During my last visit to my phenology location I observed the initial signs of the changing seasons. Now, the changes are abundant and Spring is evident to even the most unenvironmental of people. Last week during a trip to a Vernal pool to wood frog hunt I observed virtually no greenery around my location. Today, upon my initial entrance to the location I was confused, as I was expecting to see greenery with all of the recent rain. Interestingly, the sprouting that has begun is doing so in a gradient fashion along the floodplain of Centennial Brook. In the furthest southwest area of my location sprouting has begun intensely, with various non-woody plants, grasses, ferns, and mosses present. As one moves northeast along the floodplain the greening becomes less intense with an odd sapling here and there. This trend is most likely caused from the intensity of flooding along the plain; the southwestern area of the floodplain is significantly more waterlogged. While the floodplain section of my location is showing signs of the impending bloom explosion, the leveed side of my location has no saplings and none of the trees throughout my location have begun to flower/leaf-out.

In terms of identification of the wildflower saplings, they appear to have just sprouted-potentially overnight due to all the rain- making identification quite difficult. There is one extremely abundant sapling that I cannot identify as all of them protrude barely an inch above the leaf litter. Another less common, much larger plant was also present throughout; its large leaves and fuzzy stems lead me to believe it may be Wild Ginger. In addition to wildflowers, I observed a variety of mosses and fungi, including the shockingly orange jelly fungus known as Witches Butter. Interestingly, I only observed this particular fungus when last semester’s temperatures were similar to what they are now leading me to assume the seasonal transition periods are the ideal climate conditions for this fungus- aka another indicator of spring. Additionally, I observed a plethora of Ostrich Ferns including some dead fiddleheads and those that somehow survived the winter. After much searching I also found one cluster of unfurling fiddleheads, completing the trifecta for Ostrich Fern life cycle observation.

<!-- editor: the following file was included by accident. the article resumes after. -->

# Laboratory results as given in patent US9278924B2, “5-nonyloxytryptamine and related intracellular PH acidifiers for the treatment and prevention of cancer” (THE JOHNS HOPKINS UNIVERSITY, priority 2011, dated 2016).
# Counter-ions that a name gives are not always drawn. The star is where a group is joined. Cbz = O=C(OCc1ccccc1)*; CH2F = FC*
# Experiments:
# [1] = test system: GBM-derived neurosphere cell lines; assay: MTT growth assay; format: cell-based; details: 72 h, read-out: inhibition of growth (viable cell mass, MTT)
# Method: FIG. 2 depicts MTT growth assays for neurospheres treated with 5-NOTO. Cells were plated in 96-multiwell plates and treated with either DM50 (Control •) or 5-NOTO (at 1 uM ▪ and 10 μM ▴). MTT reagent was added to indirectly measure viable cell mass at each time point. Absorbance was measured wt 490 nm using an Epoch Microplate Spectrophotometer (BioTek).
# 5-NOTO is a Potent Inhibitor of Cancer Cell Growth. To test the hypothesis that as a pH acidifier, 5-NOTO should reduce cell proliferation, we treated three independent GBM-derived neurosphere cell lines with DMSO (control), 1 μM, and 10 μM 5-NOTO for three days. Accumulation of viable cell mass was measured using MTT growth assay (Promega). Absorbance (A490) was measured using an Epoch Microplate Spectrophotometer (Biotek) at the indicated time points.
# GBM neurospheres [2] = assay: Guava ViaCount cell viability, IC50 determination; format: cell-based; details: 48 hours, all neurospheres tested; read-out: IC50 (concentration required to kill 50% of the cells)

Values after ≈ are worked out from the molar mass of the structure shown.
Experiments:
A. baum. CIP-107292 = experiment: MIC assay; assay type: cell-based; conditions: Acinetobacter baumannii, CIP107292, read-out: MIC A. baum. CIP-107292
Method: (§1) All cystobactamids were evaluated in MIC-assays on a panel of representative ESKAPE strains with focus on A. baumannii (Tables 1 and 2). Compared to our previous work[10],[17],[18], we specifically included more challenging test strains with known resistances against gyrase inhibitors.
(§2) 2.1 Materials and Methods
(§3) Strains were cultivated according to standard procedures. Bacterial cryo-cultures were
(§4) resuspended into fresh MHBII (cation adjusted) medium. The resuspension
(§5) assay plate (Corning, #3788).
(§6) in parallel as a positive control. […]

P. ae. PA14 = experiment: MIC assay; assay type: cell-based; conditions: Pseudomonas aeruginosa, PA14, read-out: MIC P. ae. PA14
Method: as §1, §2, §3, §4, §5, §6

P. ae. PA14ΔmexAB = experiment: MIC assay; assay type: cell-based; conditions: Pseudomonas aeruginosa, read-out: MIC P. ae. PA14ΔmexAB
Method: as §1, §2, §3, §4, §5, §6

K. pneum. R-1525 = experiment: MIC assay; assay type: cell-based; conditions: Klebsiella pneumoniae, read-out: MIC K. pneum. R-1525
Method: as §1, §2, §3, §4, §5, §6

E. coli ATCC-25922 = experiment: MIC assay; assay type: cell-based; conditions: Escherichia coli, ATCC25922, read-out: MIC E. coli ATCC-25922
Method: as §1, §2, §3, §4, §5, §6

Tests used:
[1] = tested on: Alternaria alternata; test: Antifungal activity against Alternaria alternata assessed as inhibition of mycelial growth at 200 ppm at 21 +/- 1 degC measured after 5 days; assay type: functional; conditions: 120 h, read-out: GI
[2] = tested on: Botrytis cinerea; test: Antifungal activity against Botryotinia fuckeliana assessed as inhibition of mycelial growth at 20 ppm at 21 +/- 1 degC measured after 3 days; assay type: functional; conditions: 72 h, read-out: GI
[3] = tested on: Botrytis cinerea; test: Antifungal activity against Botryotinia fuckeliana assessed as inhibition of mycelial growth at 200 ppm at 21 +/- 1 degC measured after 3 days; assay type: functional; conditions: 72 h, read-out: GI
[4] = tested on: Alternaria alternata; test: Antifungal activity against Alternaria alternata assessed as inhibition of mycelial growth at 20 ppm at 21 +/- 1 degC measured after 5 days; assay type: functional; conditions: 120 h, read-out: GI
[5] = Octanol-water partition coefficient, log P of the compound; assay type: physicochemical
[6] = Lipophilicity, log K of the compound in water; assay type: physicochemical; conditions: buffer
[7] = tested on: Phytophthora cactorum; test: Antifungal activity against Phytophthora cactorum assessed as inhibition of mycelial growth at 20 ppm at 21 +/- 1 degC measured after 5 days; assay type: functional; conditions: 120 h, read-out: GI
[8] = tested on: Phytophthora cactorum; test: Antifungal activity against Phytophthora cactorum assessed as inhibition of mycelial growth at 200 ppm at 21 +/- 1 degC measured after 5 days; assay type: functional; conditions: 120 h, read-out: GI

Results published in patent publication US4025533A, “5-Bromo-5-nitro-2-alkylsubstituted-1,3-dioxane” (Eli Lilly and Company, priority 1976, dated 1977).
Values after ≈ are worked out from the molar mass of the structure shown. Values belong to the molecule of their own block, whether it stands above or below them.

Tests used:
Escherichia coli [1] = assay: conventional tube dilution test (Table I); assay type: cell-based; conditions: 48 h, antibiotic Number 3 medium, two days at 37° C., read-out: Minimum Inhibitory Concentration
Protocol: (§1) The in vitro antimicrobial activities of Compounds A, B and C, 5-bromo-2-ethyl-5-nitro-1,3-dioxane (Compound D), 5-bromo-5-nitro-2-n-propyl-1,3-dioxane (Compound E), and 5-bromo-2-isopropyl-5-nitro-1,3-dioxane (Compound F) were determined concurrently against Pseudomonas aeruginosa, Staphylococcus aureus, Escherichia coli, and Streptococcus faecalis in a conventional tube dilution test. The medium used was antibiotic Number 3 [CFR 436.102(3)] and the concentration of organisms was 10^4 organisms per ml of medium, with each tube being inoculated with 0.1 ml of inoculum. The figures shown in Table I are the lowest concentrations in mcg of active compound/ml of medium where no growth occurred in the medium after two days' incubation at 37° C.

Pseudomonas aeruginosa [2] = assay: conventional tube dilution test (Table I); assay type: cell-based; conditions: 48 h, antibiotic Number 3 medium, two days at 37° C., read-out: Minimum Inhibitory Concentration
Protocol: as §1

With all of the recent rain it is no wonder that the plant community is showing signs of a blooming spring. Akin to their vegetative acquaintances, the animal kingdom alike is showing signs of spring. For example, migratory birds can be heard singing their songs and wood frogs are busy mating in the vernal pools throughout Centennial. Additionally, the Common Water Striders have returned to an oxbow section of the brook in my location. To me, this is the ultimate sign of spring as the absence of waterstriders was the first sign of winter I observed. Since I could not get close enough to them to take a good picture, I decided to sketch them. The left sketch is a top view highlighting the four long legs that support the majority of their striding and the two antenna. The right sketch is a front view to highlight the two smaller legs underneath the face that support striding.

Common Waterstrider Sketch

Miscellaneous Stuff:

I may not have included it in this blog, but I tracked this pipe microhabitat throughout the year. I’m glad to see it is blooming again, and it appears to be the same species.

Mating Wood Frogs!!

These guys were in a vernal pool not located in my phenology location, but I found it too cool not to share.

p.s.- I uploaded two observations to Inaturalist (Waterstrider & Wood Frog) but I couldn’t really figure out how to upload them to the NR2 Earthweek project.